Affordable electric vehicles that can drive up to 600 kilometres on a single charge will help bring a motoring revolution to Australia, predicts Chief Scientist Alan Finkel, in an intervention that defies naysayers of the technology.
In an interview with Fairfax Media, Dr Finkel said the onus was on the federal government to cut greenhouse gas emissions from the transport sector, but predicted electric cars “will be a significant element” of policies considered.
Dr Finkel – who owns two electric cars – would not comment on government policy. But he pointed to his review of the national electricity market that called for the development of a whole-of-economy emissions reduction strategy by 2020.
Environment and Energy Minister Josh Frydenberg last month declared electric vehicles would revolutionise Australia, saying the scale of disruption would rival the introduction of the iPhone.
The comments prompted fierce debate about the extent to which the government should encourage the electric vehicle industry. A handful of Coalition backbenchers led by climate sceptic Craig Kelly stridently oppose financial incentives, such as subsidies, to lower the purchase cost of the technology.
The transport sector is a major contributor to Australia’s greenhouse gas emissions. However electric vehicle uptake in this nation is minute compared with other nations such as those in Europe, where governments have played a far greater role in encouraging the technology.
Dr Finkel said Australia’s vast distances, and concern about electric vehicle driving range, may have held back sales.
However the next generation of cars, soon to reach Australia, were at entry-level prices and could drive up to 600 kilometres on a single charge, he said.
“That will make quite a difference to Australians’ interest in electric cars. It will get better and better in time because the improvements in batteries keep on coming,” he said.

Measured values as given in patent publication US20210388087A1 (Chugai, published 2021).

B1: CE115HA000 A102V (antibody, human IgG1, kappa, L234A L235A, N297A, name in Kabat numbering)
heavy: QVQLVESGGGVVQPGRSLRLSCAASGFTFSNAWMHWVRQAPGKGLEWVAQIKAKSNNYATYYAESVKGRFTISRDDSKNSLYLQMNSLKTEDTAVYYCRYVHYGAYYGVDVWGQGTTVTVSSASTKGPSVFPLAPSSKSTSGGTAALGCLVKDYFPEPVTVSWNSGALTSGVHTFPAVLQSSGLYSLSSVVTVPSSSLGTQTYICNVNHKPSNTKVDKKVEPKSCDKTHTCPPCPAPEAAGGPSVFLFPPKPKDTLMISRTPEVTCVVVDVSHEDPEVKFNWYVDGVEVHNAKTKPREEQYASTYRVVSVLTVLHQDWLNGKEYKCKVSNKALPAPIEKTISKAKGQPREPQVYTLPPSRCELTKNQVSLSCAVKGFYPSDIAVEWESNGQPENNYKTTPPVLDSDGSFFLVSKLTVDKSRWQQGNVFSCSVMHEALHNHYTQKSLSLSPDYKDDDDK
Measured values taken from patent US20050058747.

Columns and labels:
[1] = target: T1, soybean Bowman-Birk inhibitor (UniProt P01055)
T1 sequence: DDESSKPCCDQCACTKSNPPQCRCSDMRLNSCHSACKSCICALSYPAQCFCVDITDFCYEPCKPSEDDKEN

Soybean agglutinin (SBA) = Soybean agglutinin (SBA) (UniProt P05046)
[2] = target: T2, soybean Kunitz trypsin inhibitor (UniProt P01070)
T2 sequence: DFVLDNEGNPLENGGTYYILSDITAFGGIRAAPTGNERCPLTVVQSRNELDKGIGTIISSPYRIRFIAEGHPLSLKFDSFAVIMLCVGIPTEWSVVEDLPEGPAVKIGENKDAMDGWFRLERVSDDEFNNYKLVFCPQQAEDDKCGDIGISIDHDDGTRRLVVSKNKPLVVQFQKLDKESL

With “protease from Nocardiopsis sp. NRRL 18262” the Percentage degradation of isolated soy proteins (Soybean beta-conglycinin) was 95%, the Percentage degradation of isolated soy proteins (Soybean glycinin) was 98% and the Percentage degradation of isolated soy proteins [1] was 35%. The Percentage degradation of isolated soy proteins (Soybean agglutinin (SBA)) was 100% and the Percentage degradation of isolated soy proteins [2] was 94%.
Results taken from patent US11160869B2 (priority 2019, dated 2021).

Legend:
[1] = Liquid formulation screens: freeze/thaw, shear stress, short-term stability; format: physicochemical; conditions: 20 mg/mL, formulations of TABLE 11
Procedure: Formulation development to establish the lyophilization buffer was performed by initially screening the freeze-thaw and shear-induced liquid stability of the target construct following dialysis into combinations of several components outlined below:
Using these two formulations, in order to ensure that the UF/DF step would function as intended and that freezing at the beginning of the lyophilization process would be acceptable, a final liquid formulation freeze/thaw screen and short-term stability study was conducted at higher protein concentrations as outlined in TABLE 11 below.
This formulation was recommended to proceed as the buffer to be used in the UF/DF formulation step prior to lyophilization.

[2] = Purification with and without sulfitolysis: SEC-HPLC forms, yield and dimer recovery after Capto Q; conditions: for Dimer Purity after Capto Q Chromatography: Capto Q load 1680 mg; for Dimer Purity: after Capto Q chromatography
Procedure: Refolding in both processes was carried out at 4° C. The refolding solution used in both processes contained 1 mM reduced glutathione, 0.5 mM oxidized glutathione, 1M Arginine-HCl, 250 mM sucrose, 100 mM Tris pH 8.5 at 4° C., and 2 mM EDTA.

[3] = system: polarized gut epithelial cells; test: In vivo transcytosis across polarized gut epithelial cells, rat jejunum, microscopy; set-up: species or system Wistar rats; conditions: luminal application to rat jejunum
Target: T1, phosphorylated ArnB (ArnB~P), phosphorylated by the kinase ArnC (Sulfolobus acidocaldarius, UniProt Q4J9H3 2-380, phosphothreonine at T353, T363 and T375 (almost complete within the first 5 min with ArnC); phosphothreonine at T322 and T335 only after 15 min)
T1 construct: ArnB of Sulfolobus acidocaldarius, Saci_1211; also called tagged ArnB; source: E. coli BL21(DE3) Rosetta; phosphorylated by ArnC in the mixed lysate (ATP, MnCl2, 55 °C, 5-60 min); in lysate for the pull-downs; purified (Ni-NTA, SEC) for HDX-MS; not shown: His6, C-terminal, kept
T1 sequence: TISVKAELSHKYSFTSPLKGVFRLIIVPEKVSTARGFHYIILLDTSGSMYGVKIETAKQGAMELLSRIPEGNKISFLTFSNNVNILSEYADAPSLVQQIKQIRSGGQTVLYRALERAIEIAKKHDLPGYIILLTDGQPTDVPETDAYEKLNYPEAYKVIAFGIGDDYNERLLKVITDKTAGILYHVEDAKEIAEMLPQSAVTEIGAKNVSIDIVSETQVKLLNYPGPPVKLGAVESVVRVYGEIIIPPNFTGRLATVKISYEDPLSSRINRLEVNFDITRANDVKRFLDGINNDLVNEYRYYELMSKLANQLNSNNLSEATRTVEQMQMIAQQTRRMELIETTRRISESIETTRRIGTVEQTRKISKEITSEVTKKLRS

France and Britain are encouraging electric car adoption by vowing to end the sale of new diesel and petrol cars by 2040. Norway and the Netherlands aim to do so by 2025, and China has indicated it will also adopt a ban.
Transport Minister Barnaby Joyce has ruled out similar moves in Australia.
Despite this, benefits flowing from the overseas bans would trickle down to Australia, Dr Finkel told Fairfax Media.
“There will be an extraordinarily deep shift away from petrol and diesel cars towards pure electric [vehicles],” he said of countries with a ban on conventional cars.
“Volume will go up, prices will go down, electric cars will therefore inevitably be better vehicles with longer range, lower prices and more accessible to Australians.”
Dr Finkel said aside from the clear environmental benefits, electric cars were a “more enjoyable driving experience”.
“You just touch the accelerator and the car responds, whereas in a petrol car there is a lag of two tenths of a second … There is something magical about the responsiveness of it,” he said.
Australia had the potential to develop next-generation lithium-ion batteries used in electric cars, but there was “no actual large-scale activity” to date, Dr Finkel said.
“Around the world what you’re seeing is companies getting into it partly because there is some support from government,” he said.
“We’ve got a workforce, we’ve got access to raw materials such as lithium … we’ve got experience in designing, building and exporting products, but we haven’t made that kind of commitment.”